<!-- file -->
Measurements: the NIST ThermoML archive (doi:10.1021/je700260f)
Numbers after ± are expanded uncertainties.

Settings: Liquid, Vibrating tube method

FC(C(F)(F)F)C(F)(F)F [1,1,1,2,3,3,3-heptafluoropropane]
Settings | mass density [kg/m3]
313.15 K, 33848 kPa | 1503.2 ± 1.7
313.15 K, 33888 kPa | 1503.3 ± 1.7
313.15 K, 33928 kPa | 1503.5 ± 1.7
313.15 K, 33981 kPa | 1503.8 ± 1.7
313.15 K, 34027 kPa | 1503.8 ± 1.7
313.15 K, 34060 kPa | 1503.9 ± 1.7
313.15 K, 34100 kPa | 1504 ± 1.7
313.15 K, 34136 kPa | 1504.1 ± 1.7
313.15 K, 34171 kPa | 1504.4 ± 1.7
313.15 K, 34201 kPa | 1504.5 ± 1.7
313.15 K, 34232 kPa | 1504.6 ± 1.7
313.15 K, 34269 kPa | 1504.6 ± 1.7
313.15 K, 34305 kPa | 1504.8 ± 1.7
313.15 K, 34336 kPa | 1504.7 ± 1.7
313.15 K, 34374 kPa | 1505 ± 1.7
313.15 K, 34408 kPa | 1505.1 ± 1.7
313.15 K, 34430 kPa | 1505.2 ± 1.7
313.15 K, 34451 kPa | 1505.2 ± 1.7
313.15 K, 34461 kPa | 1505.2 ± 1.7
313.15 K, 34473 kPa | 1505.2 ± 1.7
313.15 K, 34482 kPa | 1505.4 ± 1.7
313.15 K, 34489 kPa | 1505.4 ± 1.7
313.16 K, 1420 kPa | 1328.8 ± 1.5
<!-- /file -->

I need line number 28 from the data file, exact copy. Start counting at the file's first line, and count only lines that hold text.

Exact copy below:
313.16 K, 1420 kPa | 1328.8 ± 1.5